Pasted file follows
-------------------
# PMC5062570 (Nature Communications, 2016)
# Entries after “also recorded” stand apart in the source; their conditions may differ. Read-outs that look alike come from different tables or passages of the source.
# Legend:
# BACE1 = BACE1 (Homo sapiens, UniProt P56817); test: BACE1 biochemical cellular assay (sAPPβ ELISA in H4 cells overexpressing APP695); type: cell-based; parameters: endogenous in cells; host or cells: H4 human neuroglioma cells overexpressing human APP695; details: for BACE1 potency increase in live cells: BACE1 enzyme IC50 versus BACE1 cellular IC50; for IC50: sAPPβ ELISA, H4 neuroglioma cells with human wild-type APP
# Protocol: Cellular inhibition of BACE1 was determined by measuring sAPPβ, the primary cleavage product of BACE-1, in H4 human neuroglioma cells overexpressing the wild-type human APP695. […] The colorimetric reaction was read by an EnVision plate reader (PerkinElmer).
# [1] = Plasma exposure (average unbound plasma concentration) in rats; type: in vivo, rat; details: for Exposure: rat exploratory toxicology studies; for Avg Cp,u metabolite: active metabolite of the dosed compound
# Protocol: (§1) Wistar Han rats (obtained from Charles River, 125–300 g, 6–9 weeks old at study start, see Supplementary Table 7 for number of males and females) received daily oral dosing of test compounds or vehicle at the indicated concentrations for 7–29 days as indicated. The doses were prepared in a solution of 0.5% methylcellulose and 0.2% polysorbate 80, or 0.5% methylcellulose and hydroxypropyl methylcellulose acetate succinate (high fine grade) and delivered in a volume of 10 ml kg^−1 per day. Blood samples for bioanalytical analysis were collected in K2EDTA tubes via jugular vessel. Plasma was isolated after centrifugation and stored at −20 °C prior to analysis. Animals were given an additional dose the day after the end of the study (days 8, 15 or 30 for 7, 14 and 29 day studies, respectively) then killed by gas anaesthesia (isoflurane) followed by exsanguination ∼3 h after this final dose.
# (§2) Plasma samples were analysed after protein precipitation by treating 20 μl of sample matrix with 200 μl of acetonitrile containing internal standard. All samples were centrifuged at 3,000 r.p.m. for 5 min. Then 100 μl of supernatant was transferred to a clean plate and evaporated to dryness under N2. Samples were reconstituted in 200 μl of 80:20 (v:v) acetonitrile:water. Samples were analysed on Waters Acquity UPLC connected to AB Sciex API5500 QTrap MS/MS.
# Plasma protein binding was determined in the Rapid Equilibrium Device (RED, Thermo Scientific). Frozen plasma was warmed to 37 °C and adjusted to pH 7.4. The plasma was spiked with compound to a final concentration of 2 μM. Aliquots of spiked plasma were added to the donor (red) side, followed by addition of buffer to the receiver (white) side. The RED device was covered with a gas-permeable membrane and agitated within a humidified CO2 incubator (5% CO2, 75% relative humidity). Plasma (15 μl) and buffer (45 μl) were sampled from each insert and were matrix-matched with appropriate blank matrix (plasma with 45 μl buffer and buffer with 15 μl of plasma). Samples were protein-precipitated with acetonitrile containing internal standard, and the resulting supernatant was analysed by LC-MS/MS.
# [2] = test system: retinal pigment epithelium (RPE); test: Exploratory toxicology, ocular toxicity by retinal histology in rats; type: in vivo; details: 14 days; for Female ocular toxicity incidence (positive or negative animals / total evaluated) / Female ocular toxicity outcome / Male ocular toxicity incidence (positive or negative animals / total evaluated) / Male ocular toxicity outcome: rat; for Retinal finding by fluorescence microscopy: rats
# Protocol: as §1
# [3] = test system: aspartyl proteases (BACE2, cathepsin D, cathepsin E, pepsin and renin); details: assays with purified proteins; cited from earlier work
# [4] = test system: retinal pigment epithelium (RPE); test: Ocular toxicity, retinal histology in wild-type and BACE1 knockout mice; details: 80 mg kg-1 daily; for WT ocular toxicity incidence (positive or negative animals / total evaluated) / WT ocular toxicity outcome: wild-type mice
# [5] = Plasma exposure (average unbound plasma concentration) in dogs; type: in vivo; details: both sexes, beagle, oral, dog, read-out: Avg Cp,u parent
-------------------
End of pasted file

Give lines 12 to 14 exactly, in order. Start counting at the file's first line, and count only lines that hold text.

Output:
# [3] = test system: aspartyl proteases (BACE2, cathepsin D, cathepsin E, pepsin and renin); details: assays with purified proteins; cited from earlier work
# [4] = test system: retinal pigment epithelium (RPE); test: Ocular toxicity, retinal histology in wild-type and BACE1 knockout mice; details: 80 mg kg-1 daily; for WT ocular toxicity incidence (positive or negative animals / total evaluated) / WT ocular toxicity outcome: wild-type mice
# [5] = Plasma exposure (average unbound plasma concentration) in dogs; type: in vivo; details: both sexes, beagle, oral, dog, read-out: Avg Cp,u parent